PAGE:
In my job and my personal projects, I alternatively take the positions of frontend and backend developer. In order to separate the responsabilities of each part of the job, the best way is to define an interface. Providing a web API for a service enables us to plug in any frontend display (websites, mobile apps, etc.).


API-ze the world!

November 26, 2013

As I told you before in my Hello World, again, I love APIs and the service oriented web. This is my first post on this topic and it is the beginning of a long series. I will sometimes make technical posts giving you hints and feedback on my work with APIs. Some others, like this one, may be a little more focused on the concepts and the ecosystem.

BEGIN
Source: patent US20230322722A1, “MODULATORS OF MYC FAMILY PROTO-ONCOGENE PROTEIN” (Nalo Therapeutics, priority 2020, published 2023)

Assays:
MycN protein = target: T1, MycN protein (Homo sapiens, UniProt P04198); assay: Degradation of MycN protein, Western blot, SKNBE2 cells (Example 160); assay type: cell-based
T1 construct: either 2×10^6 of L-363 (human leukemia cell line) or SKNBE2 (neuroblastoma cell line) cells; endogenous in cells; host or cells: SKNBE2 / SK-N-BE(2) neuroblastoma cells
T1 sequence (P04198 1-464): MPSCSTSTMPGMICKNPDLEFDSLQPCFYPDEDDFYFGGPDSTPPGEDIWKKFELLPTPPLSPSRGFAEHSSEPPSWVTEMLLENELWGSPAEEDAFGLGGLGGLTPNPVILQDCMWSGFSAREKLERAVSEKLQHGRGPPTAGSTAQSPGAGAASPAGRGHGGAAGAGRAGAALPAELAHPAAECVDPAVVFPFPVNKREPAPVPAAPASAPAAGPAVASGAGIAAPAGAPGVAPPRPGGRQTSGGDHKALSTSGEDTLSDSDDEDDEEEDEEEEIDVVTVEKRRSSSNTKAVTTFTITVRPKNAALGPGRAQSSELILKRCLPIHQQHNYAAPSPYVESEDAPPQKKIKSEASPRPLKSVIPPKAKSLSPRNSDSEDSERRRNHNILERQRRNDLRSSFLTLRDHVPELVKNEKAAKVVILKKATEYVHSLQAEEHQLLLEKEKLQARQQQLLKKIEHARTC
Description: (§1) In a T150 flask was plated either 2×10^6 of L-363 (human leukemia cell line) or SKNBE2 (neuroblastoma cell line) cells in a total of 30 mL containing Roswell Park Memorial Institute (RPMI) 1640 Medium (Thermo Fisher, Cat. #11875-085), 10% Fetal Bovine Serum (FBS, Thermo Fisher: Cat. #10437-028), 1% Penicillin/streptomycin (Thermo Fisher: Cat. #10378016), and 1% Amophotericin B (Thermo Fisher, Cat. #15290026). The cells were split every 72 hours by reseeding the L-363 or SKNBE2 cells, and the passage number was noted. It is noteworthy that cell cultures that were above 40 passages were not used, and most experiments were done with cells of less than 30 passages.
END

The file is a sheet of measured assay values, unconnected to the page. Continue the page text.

Your first app with Node.js, Express.js and Jade

November 18, 2013

At Ubleam, I often need to prototype small webapps for our clients. The goal is to create a specific product in the shortest possible period of time in order to test the market on a feature.

I choose not to integrate those apps directly in our main API because it would require too much work to meet the quality of service I expect: response times, stress tests, graphic integration in our services, etc. I prefer to build small and flexible apps and invest time and efforts to integrate them when we feel the market is ready.

I often develop those apps on a Node.js base because it’s an easy way to get tangible results in a very short time. In this post, I will show you how to set up a basic webapp using Node.js, Express.js and Jade.


Hello World, again!

November 18, 2013

Hi everyone, I’m back!

It’s been a long time since I posted something on the internet!

Between the end of my studies at INSA, my startup experience at Plixee, my relocation in Toulouse and the fact that I started working for Ubleam, it’s been an exciting but dense couple of years!